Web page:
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New strategy for assessing the applicability of reactions

BiochemistryNew strategy for assessing the applicability of reactions

Chemists often develop and optimise new chemical reactions using so-called model systems, i.e. simple, easily accessible substrates. They then use up to around 100 other substrates as examples to show that the reaction works. This demonstration of versatile applicability is called “scope” in technical jargon. However, a subjective selection of substrates often results in a distorted picture of the range of applications of the newly developed reaction. It is often unclear whether it can be used to synthesise a desired product. To address this problem, a team led by chemist Prof Frank Glorius from the University of Münster (Germany) is proposing a computer-aided, bias-free method for selecting the model substrates to evaluate new chemical reactions.

The selection of substrates is based on the complexity and structural properties of real pharmaceutical compounds. “Our method aims to improve the quality and information content of chemical reaction data in the future and to close knowledge gaps,” explains Frank Glorius. A deeper understanding of new reactions lowers the barriers to their application in both an academic and industrial context. The availability of high-quality, unbiased data also significantly facilitates the use of machine learning and paves the way for a more comprehensive use of the data. The work has been published in the journal ACS Central Science.

According to the team’s authors, attempts to standardise and objectify the development and evaluation of chemical reactions are still quite new and relatively uncommon. “We would like to initiate a ‘rethinking process’ with our publication. Instead of doing as many experiments as possible, which are often biased or have a predictable outcome, the focus should be on obtaining the best possible data about new chemical reactions,” says first author Debanjan Rana.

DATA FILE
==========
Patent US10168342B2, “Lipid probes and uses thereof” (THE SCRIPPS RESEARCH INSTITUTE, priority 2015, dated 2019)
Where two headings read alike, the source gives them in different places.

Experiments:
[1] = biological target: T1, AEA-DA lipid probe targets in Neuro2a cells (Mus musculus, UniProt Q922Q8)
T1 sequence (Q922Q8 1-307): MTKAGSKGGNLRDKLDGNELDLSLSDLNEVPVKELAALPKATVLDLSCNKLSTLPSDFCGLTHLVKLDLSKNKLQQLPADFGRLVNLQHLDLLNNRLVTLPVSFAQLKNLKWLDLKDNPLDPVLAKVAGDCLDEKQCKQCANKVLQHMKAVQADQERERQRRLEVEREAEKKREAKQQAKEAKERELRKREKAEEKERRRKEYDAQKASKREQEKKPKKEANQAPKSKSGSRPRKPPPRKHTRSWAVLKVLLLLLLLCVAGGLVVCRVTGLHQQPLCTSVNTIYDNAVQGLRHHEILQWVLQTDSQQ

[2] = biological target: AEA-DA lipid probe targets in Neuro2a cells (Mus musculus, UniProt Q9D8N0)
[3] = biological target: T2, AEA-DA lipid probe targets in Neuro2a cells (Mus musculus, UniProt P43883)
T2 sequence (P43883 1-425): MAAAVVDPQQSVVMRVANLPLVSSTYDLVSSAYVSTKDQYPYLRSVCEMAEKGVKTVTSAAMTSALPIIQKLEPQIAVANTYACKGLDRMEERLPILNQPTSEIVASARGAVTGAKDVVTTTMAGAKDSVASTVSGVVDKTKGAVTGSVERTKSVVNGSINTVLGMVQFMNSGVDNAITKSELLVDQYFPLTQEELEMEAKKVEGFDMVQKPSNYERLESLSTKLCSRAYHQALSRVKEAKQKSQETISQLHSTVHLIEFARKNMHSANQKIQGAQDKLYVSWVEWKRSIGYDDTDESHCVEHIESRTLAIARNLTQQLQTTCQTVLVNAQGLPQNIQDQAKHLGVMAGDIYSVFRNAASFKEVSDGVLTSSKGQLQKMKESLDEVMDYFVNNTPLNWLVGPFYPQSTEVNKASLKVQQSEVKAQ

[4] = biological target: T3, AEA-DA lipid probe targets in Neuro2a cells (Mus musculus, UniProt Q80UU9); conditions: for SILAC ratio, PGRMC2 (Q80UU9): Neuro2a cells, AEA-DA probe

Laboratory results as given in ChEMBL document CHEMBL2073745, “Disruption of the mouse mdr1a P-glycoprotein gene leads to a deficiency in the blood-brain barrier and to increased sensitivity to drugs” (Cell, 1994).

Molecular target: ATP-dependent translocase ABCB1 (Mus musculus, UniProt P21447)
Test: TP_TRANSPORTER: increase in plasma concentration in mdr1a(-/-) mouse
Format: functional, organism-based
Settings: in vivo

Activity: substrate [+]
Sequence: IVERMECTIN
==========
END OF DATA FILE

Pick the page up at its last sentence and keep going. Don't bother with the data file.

Other scientists have also tried to evaluate chemical reactions on the basis of “better” selected substrates. However, this work was limited to special cases — either to firmly selected structures with pharmaceutical relevance or to structures specially tailored for a single reaction, which have to be calculated and selected in a complex process. In contrast to the previous work, the method presented by the Münster team takes the entire structure of a molecule into account, which makes it universally applicable for any chemical reaction.

Niklas Hölter, one of the paper’s authors in Münster, explains the thought process behind the study: “Scope is of central importance in all publications on chemical synthesis. However, chemists are often biased in their choice of substrate compounds to test. For example, they choose substrates that are structurally very simple, very similar to the model substrate or simply just available in the laboratory (‘selection bias’). They often don’t mention unsuccessful reactions at all in their publication in order to paint a better picture (‘reporting bias’).”

When synthesising new chemical compounds, such as active ingredients or materials, chemists have to select the most suitable method for producing the target compound from a large number of known chemical reactions and methods. To do this, they consider several factors such as the yield of the desired product as well as environmental and safety aspects. The development of new, versatile chemical reactions therefore continues to be a focus of current chemical research.

The method developed by the team at the University of Münster used molecular fingerprints to transfer all approved active pharmaceutical ingredients into a digital code. Using unsupervised machine-learning and clustering methods, they created a model that divides this “space” of active pharmaceutical ingredients into chemically meaningful regions based on the molecular structures. To evaluate a new chemical reaction, thousands of potential test substrates can be projected into the same space using the machine-learning model. A test substrate is automatically selected from the centre of each of the previously identified regions to cover the entire space without bias.

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